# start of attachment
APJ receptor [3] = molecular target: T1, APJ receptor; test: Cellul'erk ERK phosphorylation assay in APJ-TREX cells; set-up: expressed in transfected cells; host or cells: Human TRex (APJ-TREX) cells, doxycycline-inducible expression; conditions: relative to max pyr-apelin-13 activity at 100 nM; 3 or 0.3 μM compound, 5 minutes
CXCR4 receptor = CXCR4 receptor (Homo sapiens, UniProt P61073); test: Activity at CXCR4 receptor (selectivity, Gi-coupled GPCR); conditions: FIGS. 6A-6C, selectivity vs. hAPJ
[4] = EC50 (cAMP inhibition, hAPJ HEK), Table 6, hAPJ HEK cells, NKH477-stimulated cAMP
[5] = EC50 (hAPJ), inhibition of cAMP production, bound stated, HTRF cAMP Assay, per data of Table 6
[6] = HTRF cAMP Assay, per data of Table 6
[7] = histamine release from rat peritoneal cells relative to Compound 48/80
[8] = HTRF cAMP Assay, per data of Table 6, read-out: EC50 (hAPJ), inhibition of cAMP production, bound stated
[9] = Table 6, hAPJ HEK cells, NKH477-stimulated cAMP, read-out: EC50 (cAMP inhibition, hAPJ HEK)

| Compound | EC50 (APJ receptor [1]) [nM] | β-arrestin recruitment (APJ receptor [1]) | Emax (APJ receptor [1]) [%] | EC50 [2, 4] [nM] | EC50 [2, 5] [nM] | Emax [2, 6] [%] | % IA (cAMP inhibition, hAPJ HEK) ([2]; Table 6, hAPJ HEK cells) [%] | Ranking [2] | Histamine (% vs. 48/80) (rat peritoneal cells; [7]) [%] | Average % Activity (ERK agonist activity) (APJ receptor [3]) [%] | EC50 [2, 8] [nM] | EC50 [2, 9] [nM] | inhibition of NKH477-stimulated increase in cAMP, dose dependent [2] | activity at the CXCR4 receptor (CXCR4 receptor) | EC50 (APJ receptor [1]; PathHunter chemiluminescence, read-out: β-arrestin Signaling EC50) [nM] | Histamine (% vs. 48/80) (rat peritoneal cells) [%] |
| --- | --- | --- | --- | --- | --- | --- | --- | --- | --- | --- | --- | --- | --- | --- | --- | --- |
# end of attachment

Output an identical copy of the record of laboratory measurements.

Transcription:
APJ receptor [3] = molecular target: T1, APJ receptor; test: Cellul'erk ERK phosphorylation assay in APJ-TREX cells; set-up: expressed in transfected cells; host or cells: Human TRex (APJ-TREX) cells, doxycycline-inducible expression; conditions: relative to max pyr-apelin-13 activity at 100 nM; 3 or 0.3 μM compound, 5 minutes
CXCR4 receptor = CXCR4 receptor (Homo sapiens, UniProt P61073); test: Activity at CXCR4 receptor (selectivity, Gi-coupled GPCR); conditions: FIGS. 6A-6C, selectivity vs. hAPJ
[4] = EC50 (cAMP inhibition, hAPJ HEK), Table 6, hAPJ HEK cells, NKH477-stimulated cAMP
[5] = EC50 (hAPJ), inhibition of cAMP production, bound stated, HTRF cAMP Assay, per data of Table 6
[6] = HTRF cAMP Assay, per data of Table 6
[7] = histamine release from rat peritoneal cells relative to Compound 48/80
[8] = HTRF cAMP Assay, per data of Table 6, read-out: EC50 (hAPJ), inhibition of cAMP production, bound stated
[9] = Table 6, hAPJ HEK cells, NKH477-stimulated cAMP, read-out: EC50 (cAMP inhibition, hAPJ HEK)

| Compound | EC50 (APJ receptor [1]) [nM] | β-arrestin recruitment (APJ receptor [1]) | Emax (APJ receptor [1]) [%] | EC50 [2, 4] [nM] | EC50 [2, 5] [nM] | Emax [2, 6] [%] | % IA (cAMP inhibition, hAPJ HEK) ([2]; Table 6, hAPJ HEK cells) [%] | Ranking [2] | Histamine (% vs. 48/80) (rat peritoneal cells; [7]) [%] | Average % Activity (ERK agonist activity) (APJ receptor [3]) [%] | EC50 [2, 8] [nM] | EC50 [2, 9] [nM] | inhibition of NKH477-stimulated increase in cAMP, dose dependent [2] | activity at the CXCR4 receptor (CXCR4 receptor) | EC50 (APJ receptor [1]; PathHunter chemiluminescence, read-out: β-arrestin Signaling EC50) [nM] | Histamine (% vs. 48/80) (rat peritoneal cells) [%] |
| --- | --- | --- | --- | --- | --- | --- | --- | --- | --- | --- | --- | --- | --- | --- | --- | --- |